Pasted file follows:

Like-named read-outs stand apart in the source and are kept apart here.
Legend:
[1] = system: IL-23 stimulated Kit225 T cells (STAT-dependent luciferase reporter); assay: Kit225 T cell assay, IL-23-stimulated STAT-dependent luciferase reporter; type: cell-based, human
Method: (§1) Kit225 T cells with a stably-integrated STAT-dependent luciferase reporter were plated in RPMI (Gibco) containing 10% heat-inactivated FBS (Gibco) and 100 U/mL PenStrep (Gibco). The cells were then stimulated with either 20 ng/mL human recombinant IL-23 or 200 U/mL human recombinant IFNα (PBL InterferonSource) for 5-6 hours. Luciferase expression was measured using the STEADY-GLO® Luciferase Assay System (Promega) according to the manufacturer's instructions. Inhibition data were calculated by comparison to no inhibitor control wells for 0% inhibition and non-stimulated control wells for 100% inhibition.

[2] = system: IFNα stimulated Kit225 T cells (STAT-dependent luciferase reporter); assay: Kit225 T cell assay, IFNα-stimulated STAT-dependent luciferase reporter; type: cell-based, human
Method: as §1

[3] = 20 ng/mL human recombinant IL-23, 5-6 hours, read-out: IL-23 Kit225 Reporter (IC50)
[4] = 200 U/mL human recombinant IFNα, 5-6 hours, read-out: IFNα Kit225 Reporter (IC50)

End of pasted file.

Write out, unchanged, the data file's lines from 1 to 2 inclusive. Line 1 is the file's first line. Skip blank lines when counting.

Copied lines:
Like-named read-outs stand apart in the source and are kept apart here.
Legend: